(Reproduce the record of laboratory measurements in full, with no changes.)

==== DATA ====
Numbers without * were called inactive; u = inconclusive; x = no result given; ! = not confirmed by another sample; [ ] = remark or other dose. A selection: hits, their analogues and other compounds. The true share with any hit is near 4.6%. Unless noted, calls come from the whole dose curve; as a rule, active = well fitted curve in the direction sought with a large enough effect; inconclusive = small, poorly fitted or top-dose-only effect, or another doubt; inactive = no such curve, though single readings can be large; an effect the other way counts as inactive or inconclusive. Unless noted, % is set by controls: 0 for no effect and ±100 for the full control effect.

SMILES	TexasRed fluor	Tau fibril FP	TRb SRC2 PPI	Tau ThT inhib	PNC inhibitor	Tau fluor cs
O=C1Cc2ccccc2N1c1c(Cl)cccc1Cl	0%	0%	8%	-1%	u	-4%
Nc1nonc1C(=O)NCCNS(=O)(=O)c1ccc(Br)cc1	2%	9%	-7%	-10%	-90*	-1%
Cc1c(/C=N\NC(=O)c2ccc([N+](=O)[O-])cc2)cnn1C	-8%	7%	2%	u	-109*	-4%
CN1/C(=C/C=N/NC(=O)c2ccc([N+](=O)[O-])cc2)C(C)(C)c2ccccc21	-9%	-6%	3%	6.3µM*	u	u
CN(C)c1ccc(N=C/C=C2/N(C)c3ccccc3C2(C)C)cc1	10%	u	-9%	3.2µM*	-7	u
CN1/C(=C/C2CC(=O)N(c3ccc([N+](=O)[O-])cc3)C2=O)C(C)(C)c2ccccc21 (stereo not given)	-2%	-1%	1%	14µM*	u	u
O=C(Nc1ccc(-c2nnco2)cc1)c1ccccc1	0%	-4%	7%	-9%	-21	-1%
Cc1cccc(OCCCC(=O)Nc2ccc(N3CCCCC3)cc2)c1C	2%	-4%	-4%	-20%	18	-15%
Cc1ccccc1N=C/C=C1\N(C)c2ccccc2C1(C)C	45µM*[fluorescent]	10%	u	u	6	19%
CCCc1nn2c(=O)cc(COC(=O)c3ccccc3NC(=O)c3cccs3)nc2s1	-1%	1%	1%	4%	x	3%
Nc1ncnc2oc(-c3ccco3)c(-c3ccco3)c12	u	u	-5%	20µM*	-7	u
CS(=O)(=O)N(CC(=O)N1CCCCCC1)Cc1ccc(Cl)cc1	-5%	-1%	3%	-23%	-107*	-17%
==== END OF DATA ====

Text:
Numbers without * were called inactive; u = inconclusive; x = no result given; ! = not confirmed by another sample; [ ] = remark or other dose. A selection: hits, their analogues and other compounds. The true share with any hit is near 4.6%. Unless noted, calls come from the whole dose curve; as a rule, active = well fitted curve in the direction sought with a large enough effect; inconclusive = small, poorly fitted or top-dose-only effect, or another doubt; inactive = no such curve, though single readings can be large; an effect the other way counts as inactive or inconclusive. Unless noted, % is set by controls: 0 for no effect and ±100 for the full control effect.

SMILES	TexasRed fluor	Tau fibril FP	TRb SRC2 PPI	Tau ThT inhib	PNC inhibitor	Tau fluor cs
O=C1Cc2ccccc2N1c1c(Cl)cccc1Cl	0%	0%	8%	-1%	u	-4%
Nc1nonc1C(=O)NCCNS(=O)(=O)c1ccc(Br)cc1	2%	9%	-7%	-10%	-90*	-1%
Cc1c(/C=N\NC(=O)c2ccc([N+](=O)[O-])cc2)cnn1C	-8%	7%	2%	u	-109*	-4%
CN1/C(=C/C=N/NC(=O)c2ccc([N+](=O)[O-])cc2)C(C)(C)c2ccccc21	-9%	-6%	3%	6.3µM*	u	u
CN(C)c1ccc(N=C/C=C2/N(C)c3ccccc3C2(C)C)cc1	10%	u	-9%	3.2µM*	-7	u
CN1/C(=C/C2CC(=O)N(c3ccc([N+](=O)[O-])cc3)C2=O)C(C)(C)c2ccccc21 (stereo not given)	-2%	-1%	1%	14µM*	u	u
O=C(Nc1ccc(-c2nnco2)cc1)c1ccccc1	0%	-4%	7%	-9%	-21	-1%
Cc1cccc(OCCCC(=O)Nc2ccc(N3CCCCC3)cc2)c1C	2%	-4%	-4%	-20%	18	-15%
Cc1ccccc1N=C/C=C1\N(C)c2ccccc2C1(C)C	45µM*[fluorescent]	10%	u	u	6	19%
CCCc1nn2c(=O)cc(COC(=O)c3ccccc3NC(=O)c3cccs3)nc2s1	-1%	1%	1%	4%	x	3%
Nc1ncnc2oc(-c3ccco3)c(-c3ccco3)c12	u	u	-5%	20µM*	-7	u
CS(=O)(=O)N(CC(=O)N1CCCCCC1)Cc1ccc(Cl)cc1	-5%	-1%	3%	-23%	-107*	-17%